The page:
BIS-regulated “dual-use” items are those goods that have both commercial and military applications. When dual-use items are exported, transshipment may be used to disguise the ultimate destination of the goods from the U.S. government and the U.S. exporter. Or on the other hand, transshipment can serve as a means for a U.S. exporter who has knowledge that it is violating an embargo to have a way to deny knowledge of the exports ultimate destination. So, for example, transshipment can be used to hide the fact that a dual-use item is being exported to an embargoed country like Iran by first having the item shipped to a non-embargoed country like Singapore. The shipping documents would show that the U.S. exporter sent the dual-use item to a friendly, non-embargoed country, but then the intermediate consignee in Singapore, perhaps a front for the Iranian government, would then turn around and ship the item to the Iranian military, thus violating the U.S. embargo against Iran. Thus, BIS issued its Best Practices in order to gain cooperation from the U.S. export industry in an effort to thwart these dangers.

Found here, the BIS-issued 2011 Best Practices details seven practices that U.S. exporters are urged to follow. In particular, the practices direct companies to notify BIS when a buyers order for export is denied, in addition to using due-diligence when gathering information about potential customers. While many of these practices emphasize cooperation between industry and government, there may be consequences for willful disregard of these practices in the future. Because companies may no longer be able to turn a blind eye to the potential transshipment of their dual-use items, these Best Practices could be the first step to imposing liability on companies whose goods wind up in the wrong hands.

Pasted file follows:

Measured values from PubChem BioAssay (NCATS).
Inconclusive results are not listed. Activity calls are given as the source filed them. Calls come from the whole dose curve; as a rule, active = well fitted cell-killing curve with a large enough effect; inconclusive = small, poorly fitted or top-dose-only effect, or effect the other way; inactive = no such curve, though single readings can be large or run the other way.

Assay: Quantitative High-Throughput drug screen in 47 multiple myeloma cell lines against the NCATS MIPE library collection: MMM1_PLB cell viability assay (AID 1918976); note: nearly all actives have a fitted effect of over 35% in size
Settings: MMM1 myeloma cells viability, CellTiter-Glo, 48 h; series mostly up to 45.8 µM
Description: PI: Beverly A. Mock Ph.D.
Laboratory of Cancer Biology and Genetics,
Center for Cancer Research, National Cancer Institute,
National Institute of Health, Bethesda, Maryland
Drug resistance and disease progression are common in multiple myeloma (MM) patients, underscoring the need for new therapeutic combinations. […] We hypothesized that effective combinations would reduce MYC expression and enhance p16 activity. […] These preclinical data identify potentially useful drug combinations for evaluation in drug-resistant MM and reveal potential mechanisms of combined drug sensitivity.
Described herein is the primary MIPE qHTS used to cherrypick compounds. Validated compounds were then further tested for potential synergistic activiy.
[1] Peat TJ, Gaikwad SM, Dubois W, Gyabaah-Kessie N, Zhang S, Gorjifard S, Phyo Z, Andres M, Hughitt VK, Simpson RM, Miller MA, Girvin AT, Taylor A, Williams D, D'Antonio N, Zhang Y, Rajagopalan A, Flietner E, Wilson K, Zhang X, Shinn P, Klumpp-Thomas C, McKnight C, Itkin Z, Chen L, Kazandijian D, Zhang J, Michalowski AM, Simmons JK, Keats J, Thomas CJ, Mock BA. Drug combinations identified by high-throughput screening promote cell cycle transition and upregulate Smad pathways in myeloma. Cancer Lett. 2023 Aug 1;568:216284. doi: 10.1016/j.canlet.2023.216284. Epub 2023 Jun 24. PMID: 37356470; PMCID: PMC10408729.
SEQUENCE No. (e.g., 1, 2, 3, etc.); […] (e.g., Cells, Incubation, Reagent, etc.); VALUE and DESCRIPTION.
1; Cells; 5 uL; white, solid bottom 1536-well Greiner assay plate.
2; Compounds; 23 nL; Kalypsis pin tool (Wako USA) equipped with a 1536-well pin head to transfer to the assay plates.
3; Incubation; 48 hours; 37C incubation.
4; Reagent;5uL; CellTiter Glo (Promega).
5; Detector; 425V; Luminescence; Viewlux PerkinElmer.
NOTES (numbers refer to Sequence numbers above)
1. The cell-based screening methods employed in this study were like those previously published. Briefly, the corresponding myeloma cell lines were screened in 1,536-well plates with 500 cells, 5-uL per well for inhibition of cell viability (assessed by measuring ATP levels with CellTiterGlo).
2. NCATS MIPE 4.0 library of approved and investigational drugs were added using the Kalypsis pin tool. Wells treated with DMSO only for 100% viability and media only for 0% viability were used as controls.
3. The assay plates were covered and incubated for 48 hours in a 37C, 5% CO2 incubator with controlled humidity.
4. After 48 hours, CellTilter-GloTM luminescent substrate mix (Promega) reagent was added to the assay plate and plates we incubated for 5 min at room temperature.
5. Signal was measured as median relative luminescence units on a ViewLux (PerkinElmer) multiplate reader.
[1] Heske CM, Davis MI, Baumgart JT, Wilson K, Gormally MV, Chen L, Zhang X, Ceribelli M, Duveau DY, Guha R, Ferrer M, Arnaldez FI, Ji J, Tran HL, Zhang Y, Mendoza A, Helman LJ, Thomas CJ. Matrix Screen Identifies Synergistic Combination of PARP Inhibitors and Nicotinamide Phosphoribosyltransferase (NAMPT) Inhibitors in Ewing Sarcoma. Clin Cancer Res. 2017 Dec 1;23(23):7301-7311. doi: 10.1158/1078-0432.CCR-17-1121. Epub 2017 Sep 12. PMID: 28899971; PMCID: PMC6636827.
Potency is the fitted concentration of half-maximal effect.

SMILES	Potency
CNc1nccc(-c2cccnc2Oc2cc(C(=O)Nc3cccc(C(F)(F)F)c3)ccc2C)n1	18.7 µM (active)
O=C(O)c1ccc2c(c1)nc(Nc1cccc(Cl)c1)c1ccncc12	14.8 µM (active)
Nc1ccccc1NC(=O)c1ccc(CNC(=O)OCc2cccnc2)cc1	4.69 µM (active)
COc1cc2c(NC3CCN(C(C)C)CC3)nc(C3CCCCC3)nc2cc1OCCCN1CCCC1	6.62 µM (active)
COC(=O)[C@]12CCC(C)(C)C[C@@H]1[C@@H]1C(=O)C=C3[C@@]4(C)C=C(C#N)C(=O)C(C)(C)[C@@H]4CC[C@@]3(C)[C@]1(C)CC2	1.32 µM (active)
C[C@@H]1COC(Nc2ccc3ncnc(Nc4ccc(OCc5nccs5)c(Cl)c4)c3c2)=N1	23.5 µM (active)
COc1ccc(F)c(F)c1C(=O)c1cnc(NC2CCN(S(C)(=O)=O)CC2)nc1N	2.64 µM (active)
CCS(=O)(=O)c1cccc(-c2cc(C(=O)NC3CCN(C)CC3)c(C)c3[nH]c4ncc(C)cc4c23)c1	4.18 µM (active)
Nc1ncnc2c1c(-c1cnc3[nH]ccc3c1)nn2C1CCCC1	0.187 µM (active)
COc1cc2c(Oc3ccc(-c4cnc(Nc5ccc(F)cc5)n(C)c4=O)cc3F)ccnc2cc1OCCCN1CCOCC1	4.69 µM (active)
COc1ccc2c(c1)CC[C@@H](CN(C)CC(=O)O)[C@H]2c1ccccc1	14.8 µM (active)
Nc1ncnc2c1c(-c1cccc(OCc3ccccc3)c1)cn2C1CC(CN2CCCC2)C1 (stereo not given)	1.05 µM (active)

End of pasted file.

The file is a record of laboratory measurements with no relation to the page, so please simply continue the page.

Fuerst Ittleman lawyers are experienced in representing companies and individuals under investigation for engaging in illegal exporting activity, including transshipment of dual-use items to embargoed countries. Fuerst Ittleman can also assist exporters with their compliance efforts to avoid export violations. For more information concerning BIS regulations or other trade-related issues, please contact us at

Researchers Find that Stem Cells May Prove Useful for Blood Transfusions

Monday, September 12th, 2011

On September 1, 2011, researchers announced that they may have discovered what may become a new option for blood transfusions. Appearing in this months issue of the journal Blood, found here, the study findings detail how researchers were able to take cultured red blood cells (cRBC) derived from a patients stem cells and re-infuse the cultured cells back into the patient.

According to the findings, the red blood cells survived approximately as long as native RBCs. Although researchers have previously had success culturing red blood cells from hematopoetic stem cells (HSCs), this study is the first showing that these blood cells can survive in the human body. While researchers caution that the findings are still preliminary, this process may change the way blood transfusions are administered in the future. Potentially serving as an alternative to traditional sources of transfusable blood in the coming years, research regarding the capabilities of HSCs has been ongoing.

As we previously reported, researchers have been studying the potential of HSCs in a variety of areas, such as tissue repair and in the treatment of blood disorders. However, because questions surround the regulation of stem cells and other tissues, progress has not been as fruitful as researchers once hoped. The U.S. Food and Drug Administration (FDA), the agency tasked with regulating these emerging areas, has been slow moving as compared to the rapid pace of innovation. While the FDA has regulations pertaining to human cells and tissues, the intricacies of these regulations have yet to be refined. For instance, the FDA currently regulates stem cells as human tissues, biologics, new drugs, etc., depending on a number of factors, including where the cells are derived from, how they are cultured, and the purpose they will be used for. Thus, compliance with applicable federal regulations can be tricky, and medical advancement may outreach the potential of the current regulatory scheme.    

While scientific advances in this area are continually being made, Fuerst Ittleman will continue to monitor the progress and development of HSC research and other stem cell-related issues.

For more information, contact us at